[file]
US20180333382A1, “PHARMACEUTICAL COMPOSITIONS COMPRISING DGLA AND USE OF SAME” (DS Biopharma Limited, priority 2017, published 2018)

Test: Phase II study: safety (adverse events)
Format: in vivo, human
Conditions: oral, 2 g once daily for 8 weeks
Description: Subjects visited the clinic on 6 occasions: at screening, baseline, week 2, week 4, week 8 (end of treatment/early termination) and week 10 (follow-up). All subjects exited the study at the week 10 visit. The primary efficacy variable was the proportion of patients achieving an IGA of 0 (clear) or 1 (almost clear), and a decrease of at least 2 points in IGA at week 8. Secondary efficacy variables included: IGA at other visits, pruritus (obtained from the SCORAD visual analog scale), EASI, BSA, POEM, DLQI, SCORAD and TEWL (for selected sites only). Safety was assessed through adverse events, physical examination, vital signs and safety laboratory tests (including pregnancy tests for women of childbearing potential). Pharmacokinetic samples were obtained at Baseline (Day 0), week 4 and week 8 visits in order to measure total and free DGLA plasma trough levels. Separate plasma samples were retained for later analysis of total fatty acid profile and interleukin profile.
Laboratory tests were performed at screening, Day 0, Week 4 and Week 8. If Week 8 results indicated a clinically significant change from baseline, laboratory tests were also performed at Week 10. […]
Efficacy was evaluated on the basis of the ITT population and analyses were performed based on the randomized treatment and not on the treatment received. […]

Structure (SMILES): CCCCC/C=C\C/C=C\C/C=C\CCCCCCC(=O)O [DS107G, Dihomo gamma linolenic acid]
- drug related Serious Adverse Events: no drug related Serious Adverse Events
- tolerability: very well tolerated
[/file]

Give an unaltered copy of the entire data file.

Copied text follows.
US20180333382A1, “PHARMACEUTICAL COMPOSITIONS COMPRISING DGLA AND USE OF SAME” (DS Biopharma Limited, priority 2017, published 2018)

Test: Phase II study: safety (adverse events)
Format: in vivo, human
Conditions: oral, 2 g once daily for 8 weeks
Description: Subjects visited the clinic on 6 occasions: at screening, baseline, week 2, week 4, week 8 (end of treatment/early termination) and week 10 (follow-up). All subjects exited the study at the week 10 visit. The primary efficacy variable was the proportion of patients achieving an IGA of 0 (clear) or 1 (almost clear), and a decrease of at least 2 points in IGA at week 8. Secondary efficacy variables included: IGA at other visits, pruritus (obtained from the SCORAD visual analog scale), EASI, BSA, POEM, DLQI, SCORAD and TEWL (for selected sites only). Safety was assessed through adverse events, physical examination, vital signs and safety laboratory tests (including pregnancy tests for women of childbearing potential). Pharmacokinetic samples were obtained at Baseline (Day 0), week 4 and week 8 visits in order to measure total and free DGLA plasma trough levels. Separate plasma samples were retained for later analysis of total fatty acid profile and interleukin profile.
Laboratory tests were performed at screening, Day 0, Week 4 and Week 8. If Week 8 results indicated a clinically significant change from baseline, laboratory tests were also performed at Week 10. […]
Efficacy was evaluated on the basis of the ITT population and analyses were performed based on the randomized treatment and not on the treatment received. […]

Structure (SMILES): CCCCC/C=C\C/C=C\C/C=C\CCCCCCC(=O)O [DS107G, Dihomo gamma linolenic acid]
- drug related Serious Adverse Events: no drug related Serious Adverse Events
- tolerability: very well tolerated